- After seeing two competitors turned back by the Food and Drug Administration, GSK on Wednesday secured the agency’s approval for the first pill to treat anemia in patients with chronic kidney disease.
- The approval, while a welcome win for GSK, comes with notable limitations. The FDA only cleared use of the drug, which will be sold as Jesduvroq, for patients who are on dialysis, excluding those who don’t yet need the blood-filtering treatment. In that group, the FDA said Jesduvroq’s safety is not established.
- Jesduvroq will also carry a black box warning on its labeling, citing the increased risk of blood clotting that can lead to death, heart attack and stroke. The treatment’s safety was a point of debate at an advisory committee meeting the FDA held last October, when advisers backed Jesduvroq’s use only in patients on dialysis.
Jesduvroq belongs to a new class of oral treatments that GSK, along with rivals FibroGen and Akebia Therapeutics, saw as more convenient alternatives to the injectable medicines that are currently standard for treating kidney disease-related anemia. But in August 2021 and then again in March last year, the FDA rejected Fibrogen's and Akebia’s therapies over safety concerns, dimming the drug class’ potential.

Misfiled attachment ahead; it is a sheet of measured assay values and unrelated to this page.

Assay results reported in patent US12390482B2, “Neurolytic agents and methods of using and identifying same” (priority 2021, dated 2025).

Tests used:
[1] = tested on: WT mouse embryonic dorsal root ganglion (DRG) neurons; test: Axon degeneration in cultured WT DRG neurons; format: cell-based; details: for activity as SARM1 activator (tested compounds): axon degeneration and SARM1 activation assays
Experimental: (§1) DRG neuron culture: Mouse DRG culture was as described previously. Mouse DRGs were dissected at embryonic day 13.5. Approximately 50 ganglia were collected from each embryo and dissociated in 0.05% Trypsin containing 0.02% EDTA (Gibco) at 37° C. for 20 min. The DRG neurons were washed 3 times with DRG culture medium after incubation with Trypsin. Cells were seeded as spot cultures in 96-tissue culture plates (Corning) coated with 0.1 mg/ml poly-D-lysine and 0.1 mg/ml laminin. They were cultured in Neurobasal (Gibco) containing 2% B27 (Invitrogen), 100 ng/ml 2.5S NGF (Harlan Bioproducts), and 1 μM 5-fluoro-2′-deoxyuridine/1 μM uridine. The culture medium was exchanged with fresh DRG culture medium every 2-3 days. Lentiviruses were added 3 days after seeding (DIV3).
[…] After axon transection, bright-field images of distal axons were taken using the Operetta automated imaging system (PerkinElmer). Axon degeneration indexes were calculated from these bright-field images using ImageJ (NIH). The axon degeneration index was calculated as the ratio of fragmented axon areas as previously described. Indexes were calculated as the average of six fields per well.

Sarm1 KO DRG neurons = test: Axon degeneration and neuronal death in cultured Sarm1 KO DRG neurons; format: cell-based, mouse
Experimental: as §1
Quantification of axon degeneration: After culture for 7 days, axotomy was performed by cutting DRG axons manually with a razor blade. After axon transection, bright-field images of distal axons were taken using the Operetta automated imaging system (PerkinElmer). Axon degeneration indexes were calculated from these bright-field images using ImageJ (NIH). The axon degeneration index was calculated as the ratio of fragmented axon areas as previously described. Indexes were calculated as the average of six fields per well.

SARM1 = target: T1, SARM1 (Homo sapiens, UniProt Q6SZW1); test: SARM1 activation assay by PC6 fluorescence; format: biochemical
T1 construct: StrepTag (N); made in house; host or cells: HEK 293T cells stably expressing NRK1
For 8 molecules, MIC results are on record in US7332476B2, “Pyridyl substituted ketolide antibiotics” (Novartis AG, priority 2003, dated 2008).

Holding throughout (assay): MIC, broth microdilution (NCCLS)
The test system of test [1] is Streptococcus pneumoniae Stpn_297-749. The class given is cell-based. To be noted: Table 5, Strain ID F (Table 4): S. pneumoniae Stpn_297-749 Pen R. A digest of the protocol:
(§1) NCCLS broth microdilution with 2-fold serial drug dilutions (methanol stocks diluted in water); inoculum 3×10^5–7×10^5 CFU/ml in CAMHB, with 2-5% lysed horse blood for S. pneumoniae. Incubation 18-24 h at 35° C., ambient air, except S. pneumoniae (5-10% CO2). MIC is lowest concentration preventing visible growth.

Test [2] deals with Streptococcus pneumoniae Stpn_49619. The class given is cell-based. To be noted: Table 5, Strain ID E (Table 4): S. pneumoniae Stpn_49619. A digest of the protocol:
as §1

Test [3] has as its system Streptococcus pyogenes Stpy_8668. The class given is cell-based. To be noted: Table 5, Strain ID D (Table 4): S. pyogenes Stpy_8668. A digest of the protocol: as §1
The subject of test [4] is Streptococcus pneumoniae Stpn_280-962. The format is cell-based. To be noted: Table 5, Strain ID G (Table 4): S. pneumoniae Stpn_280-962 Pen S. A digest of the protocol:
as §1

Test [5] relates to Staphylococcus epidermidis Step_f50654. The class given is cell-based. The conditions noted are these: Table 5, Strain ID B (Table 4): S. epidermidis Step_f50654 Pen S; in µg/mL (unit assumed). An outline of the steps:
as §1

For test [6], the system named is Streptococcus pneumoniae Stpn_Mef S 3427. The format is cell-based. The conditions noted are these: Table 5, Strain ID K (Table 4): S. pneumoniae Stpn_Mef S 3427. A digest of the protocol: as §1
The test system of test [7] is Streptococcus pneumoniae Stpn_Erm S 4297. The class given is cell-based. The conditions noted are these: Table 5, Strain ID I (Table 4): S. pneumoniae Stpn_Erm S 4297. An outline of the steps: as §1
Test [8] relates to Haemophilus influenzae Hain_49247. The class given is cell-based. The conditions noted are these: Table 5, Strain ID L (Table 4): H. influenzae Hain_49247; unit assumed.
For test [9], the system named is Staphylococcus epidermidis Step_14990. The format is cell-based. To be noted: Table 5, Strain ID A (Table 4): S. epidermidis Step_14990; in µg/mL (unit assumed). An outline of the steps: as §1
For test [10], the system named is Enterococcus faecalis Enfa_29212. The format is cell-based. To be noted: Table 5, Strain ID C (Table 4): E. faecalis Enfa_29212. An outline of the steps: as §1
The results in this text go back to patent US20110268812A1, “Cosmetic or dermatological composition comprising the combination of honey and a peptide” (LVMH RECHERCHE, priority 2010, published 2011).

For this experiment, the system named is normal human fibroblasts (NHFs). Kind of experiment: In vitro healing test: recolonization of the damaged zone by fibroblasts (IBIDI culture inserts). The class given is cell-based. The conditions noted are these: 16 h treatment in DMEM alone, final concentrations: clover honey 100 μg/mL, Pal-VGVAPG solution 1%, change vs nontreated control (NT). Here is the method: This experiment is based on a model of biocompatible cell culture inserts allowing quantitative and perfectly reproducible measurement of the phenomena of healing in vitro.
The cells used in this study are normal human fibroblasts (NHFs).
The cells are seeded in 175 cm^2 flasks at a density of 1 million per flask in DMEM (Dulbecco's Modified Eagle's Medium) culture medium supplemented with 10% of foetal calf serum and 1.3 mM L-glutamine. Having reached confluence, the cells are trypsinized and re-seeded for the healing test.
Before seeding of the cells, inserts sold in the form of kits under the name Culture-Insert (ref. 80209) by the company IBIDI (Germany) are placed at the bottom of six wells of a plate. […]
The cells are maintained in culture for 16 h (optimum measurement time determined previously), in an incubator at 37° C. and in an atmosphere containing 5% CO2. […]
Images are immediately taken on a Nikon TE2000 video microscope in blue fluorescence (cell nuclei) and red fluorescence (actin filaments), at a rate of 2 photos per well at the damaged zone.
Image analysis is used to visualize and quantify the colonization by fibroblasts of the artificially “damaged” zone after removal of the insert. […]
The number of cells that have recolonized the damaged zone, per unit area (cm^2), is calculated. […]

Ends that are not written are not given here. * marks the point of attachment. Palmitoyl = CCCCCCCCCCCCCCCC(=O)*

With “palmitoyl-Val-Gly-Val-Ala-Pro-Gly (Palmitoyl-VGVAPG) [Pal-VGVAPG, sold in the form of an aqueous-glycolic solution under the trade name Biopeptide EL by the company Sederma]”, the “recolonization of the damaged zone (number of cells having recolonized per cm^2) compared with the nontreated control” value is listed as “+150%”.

The drugs, called HIF-PH inhibitors, work by tricking the body into responding as if it is in a high-altitude environment, spurring production of a hormone called erythropoietin. Higher erythropoietin production leads to increased levels of red blood cells, treating patients’ anemia.
Approval of Jesduvroq in patients on dialysis was based on a large GSK study called ASCEND-D that found it comparable to existing drugs known as erythropoiesis-stimulating agents.
“With an oral drug option in addition to the FDA-approved injection options, adults with chronic kidney disease on dialysis now have multiple ways to treat their anemia,” said Ann Farrell, head of the FDA’s division of non-malignant hematology, in an agency statement.
In their review, FDA staff determined that Jesduvroq treatment did not “unacceptably increase the risk” of heart complications when used in patients on dialysis, but noted greater risks in patients who are not. At the October advisory meeting, the panel of independent experts voted 13-3 that Jesduvroq’s benefits outweighed its risks in the former population, and 11-5 against the medicine in the latter group.
GSK in June 2020 won approval of the drug in Japan, where it’s sold as Duvroq, and is awaiting a decision from the European Medicines Agency this year.
The company hasn’t yet set a price in the U.S. and is currently submitting documentation to the Centers for Medicare & Medicaid Services, as 87% of dialysis patients are on Medicare, a company spokesperson said.